Most of us are already coding on top of many layers of abstraction, each of which comes at some cost in terms of efficiency. However, hardware is cheap and getting cheaper, and each layer helps us to be more productive as developers.
The overall response here really reinforces my opinion that as an industry we're often too focused on the geeky details, such as optimizing for minimal RAM usage, while we fail so often at understanding the problem domain and our customer's needs.
RAM is the new disk.
Processor cache is the new RAM.
Algorithms still matter. Actually, they matter more than before, because thanks to Google, users now expect each of their tasks to be completed as they type.
Shades of gray
48 GB is for people who haven't heard of algorithms
12 GB is for people who know how to avoid writing algorithms some of the time
8 GB is for people who know how _not_ to write algorithms
4 GB is for people who know how to _use_ algorithms (you write them on paper, not memory).
2 GB is for marketing people who write required specs that they know would not work smoothly
32 Mb is for people who know how to write algorithms, operating systems and generally rock
In case you wondered: Jeff is in a class of his own :)
I agree with Kevin Krueger. I can't believe so many people are getting upset at the sentence "Algorithms are for people who don't know how to buy RAM". I found it hilarious.
I'd also point out that the alleged trade off between "spend more time writing better code" and "just buy more memory" could in some cases be an effort to hide problems like memory leaks, where you are just delaying the inevitable. Disk speed is primarily an issue for latency-sensitive operations (like interactive database queries) but apps that have to churn through a lot of data ought to be batching up reads and issuing async I/O requests so that the OS can fetch or copy the data independently from the application. The need for programs to be mindful of its current working set doesn't go away with more RAM, it just moves up the cache hierarchy to the CPU.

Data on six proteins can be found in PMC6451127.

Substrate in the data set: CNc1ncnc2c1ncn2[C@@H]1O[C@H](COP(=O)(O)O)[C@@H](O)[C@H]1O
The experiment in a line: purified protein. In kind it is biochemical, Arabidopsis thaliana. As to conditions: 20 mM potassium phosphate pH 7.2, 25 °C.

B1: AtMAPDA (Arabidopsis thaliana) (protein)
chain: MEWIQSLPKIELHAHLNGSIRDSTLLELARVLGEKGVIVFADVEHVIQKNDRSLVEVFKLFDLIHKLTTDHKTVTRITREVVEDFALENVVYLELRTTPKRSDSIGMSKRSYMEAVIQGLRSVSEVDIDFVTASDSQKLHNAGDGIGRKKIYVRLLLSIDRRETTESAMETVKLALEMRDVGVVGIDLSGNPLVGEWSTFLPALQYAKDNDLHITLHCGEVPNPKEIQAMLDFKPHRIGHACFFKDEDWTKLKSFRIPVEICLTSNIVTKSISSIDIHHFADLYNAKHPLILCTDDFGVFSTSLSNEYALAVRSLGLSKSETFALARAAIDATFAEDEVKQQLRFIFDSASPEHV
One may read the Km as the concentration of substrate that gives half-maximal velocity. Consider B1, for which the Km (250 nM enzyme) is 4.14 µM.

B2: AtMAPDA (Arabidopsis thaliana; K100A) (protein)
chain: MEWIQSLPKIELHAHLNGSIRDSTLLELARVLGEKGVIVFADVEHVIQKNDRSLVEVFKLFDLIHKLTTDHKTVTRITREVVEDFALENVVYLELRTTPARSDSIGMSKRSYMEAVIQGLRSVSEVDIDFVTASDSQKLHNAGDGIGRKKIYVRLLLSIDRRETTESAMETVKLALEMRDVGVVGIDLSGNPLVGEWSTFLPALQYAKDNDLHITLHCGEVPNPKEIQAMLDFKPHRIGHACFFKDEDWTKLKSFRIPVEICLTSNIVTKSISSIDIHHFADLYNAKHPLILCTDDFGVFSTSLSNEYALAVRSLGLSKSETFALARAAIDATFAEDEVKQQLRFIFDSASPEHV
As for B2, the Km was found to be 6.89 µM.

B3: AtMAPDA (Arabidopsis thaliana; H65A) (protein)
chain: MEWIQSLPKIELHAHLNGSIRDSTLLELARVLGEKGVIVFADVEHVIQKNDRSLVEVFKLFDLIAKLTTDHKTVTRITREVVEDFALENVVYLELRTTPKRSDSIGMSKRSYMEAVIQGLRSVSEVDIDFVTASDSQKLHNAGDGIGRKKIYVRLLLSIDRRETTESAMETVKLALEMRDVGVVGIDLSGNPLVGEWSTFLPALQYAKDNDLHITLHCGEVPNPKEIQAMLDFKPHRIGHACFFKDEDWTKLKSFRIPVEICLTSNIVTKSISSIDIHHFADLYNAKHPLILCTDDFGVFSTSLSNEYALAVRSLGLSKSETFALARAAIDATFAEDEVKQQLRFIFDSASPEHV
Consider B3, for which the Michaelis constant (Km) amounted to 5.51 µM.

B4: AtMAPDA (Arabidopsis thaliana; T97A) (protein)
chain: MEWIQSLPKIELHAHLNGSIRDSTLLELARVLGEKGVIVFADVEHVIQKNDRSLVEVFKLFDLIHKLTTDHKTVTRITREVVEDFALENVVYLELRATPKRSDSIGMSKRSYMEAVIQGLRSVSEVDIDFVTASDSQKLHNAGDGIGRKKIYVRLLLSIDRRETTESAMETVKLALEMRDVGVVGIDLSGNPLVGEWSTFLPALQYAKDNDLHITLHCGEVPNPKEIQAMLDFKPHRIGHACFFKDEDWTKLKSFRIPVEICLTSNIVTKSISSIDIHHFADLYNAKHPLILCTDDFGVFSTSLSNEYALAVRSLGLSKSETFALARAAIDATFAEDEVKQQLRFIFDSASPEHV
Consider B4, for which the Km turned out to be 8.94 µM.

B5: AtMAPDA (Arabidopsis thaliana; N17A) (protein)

@Seth Heeren So, what about the 1Mhz, 32K machine I have in my basement that still works great? Busicalc is still quick, even after all of these years.
RAM RAM everywhere and none of it ECC.
For what it's worth, I think people are taking the algorithms vs. RAM comment way too seriously. I interpreted it as a comical statement made mostly in jest—am I wrong?
On an unrelated note, you are coming to my school in February (CMU Silicon Valley)! I am pretty psyched for that.
I don't find memory to a be future-proof investment. I upgrade my system once every year or every other year, and usually by then there's some slight architectural change that renders my old RAM useless. It might be something small, like an increase RAM speed, or going from DDR-2 to DDR-3, but either way, I'm forced to buy new RAM again.
Ummm excuse me, but when did "Algorithm" become synonymous with "Optimisation" ? An algorithm is a predefined set of steps to achieve an end-result. Sounds like a program doesn't it. Algorithm = Program. No Algorithm = no program -> no computers, and any conversation about RAM disappears in a puff of smoke.
What you all appear to be talking about is "Optimisation is for people who don't know how to buy RAM".
Apparently a lot of people are incapable of detecting hyperbole.
RAM is cheap...now, but it wasn't always this way. 20 years ago I was working at Novell, and they showed off their new testing computer.
It cost $1,000,000 just for the 1G of RAM it had. Yes, RAM cost $1,000 a MB at that time.
About a year later someone discovered how to increase RAM yields and the prices fell thru the floor. We might laugh about how lame computers were not so long ago but it wasn't always like this.
My computer only has 3.0 Gig of memory... but my phone has 14.5G!